Some intriguing numbers were released Monday on how one research firm views the smartphone race between iOS and Android. According to Kantar Worldpanel ComTech, Google’s Android averages a 64 percent unit share of the smartphone market across ten countries.
Apple leads in Japan while Android’s doing its best in Spain, where the mobile software owns an astounding 93 percent of the smartphone market.
In the U.S., the race is much tighter, with Android holding 49.3 percent and Apple owning 43.7 percent of the domestic market. But the rivals might be even closer as observers question how accurate Kantar is, given recent iPhone sales reports by U.S. carriers…
According to Kantar, Android gained 1.4 percent of the U.S. smartphone market between March 2012 and March 2013. Apple lost 0.9 percent during the same period, the research firm claims.
But AT&T announced iPhones comprised 80 percent of its 6 million iPhones sold during the first quarter, which ended in March. Likewise, Verizon said iPhones accounted for almost 56 percent of smartphones it sold during the three-month period.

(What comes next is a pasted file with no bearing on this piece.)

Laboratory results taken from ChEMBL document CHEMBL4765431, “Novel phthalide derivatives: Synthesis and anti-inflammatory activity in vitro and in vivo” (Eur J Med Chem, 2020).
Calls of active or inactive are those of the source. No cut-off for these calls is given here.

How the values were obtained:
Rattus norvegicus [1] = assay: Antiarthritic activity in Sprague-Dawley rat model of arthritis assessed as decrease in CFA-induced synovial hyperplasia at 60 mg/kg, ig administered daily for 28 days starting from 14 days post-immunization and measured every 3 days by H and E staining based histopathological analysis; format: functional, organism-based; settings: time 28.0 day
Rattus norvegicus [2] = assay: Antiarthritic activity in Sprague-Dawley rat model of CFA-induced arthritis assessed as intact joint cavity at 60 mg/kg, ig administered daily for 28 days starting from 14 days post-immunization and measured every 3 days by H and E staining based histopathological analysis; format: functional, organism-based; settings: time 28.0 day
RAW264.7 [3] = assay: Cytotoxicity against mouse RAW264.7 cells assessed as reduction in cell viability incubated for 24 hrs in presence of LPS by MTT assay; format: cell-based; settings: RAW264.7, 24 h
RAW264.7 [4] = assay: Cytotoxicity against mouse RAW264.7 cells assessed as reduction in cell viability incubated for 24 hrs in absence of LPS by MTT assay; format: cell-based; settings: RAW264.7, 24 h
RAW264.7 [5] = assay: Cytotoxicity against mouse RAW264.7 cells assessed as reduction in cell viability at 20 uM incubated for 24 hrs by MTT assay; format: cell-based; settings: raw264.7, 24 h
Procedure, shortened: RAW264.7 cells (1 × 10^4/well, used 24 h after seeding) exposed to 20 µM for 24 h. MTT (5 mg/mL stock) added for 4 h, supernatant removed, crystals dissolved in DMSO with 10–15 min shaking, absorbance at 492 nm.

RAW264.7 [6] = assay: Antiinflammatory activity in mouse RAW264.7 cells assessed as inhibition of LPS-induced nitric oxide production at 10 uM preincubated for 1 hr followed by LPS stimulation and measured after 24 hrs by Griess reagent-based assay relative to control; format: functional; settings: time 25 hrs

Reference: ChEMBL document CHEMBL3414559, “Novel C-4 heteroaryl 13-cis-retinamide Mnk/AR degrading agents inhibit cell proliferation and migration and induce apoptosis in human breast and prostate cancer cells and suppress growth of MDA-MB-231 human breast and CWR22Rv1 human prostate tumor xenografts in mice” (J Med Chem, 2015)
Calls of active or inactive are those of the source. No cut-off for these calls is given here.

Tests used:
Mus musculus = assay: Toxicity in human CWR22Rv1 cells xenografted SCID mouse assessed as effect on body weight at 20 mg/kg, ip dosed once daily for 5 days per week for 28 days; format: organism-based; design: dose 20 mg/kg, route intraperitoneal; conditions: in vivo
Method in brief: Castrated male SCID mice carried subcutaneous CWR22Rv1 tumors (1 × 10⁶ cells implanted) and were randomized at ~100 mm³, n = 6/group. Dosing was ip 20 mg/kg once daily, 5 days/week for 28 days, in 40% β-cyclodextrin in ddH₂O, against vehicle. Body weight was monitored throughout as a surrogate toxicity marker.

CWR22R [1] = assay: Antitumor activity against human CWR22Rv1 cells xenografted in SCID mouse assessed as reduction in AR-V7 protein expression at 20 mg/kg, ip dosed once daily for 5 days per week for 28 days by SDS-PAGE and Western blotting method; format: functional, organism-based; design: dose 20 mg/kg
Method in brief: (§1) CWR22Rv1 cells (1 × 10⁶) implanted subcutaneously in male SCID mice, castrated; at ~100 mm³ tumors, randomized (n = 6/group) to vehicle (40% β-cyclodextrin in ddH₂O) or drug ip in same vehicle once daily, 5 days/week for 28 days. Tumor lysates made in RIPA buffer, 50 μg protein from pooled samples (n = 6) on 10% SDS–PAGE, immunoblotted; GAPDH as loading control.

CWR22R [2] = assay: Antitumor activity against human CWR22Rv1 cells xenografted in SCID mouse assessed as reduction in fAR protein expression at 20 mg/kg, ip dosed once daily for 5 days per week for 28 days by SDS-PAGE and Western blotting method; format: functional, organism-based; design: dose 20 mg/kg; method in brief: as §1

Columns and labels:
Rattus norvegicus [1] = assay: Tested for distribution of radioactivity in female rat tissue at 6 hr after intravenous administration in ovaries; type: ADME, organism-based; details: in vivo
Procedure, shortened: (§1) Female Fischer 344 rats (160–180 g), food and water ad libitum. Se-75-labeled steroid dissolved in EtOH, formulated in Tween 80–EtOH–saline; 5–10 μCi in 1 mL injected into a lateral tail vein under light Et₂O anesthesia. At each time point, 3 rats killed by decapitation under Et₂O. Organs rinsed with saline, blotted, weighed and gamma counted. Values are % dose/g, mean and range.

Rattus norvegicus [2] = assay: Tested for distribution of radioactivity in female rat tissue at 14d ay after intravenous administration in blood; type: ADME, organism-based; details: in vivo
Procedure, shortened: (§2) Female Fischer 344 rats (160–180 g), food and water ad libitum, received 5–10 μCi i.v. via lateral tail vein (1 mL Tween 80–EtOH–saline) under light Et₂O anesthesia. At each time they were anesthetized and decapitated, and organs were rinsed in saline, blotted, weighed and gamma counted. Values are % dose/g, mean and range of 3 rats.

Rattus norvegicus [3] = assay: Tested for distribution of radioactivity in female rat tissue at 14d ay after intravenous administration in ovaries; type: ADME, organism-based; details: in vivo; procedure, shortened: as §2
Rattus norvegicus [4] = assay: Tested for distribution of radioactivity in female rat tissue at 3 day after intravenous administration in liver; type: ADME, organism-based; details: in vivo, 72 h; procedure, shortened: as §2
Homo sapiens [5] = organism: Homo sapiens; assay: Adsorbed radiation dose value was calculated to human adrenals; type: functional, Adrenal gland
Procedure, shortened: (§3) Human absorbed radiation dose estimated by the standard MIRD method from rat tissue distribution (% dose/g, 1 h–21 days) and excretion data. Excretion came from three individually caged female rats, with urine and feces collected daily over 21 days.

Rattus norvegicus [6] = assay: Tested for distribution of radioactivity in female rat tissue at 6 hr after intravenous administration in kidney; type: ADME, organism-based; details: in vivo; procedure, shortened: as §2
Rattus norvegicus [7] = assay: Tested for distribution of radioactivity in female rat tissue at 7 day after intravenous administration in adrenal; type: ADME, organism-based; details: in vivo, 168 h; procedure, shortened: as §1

Kantar, however, puts AT&T and Verizon iPhone percentages at 63 and 45.7 percent, respectively, according to Fortune’s Philip Elmer-DeWitt.
“That’s a big enough discrepancy to wipe out the 0.9 percent of U.S. market share Kantar says Apple lost over [the] year,” he writes.
The Fortune Apple watcher also noted that Kantar’s parent firm, UK-based WPP Group, has a marketing deal with Samsung, the top-selling Android smartphone maker.
That right there is a reason alone to question the credibility of Kantar’s survey notes.
Earlier this month, analyst Horace Dediu of Asymco commented that Kantar’s survey polls smartphone owners, while other researchers count users. As we’ve written, iPhone owners are more apt to use their smartphone.
Just more reasons why readers need to be critical thinkers and understand 2+2 do not always equal 4.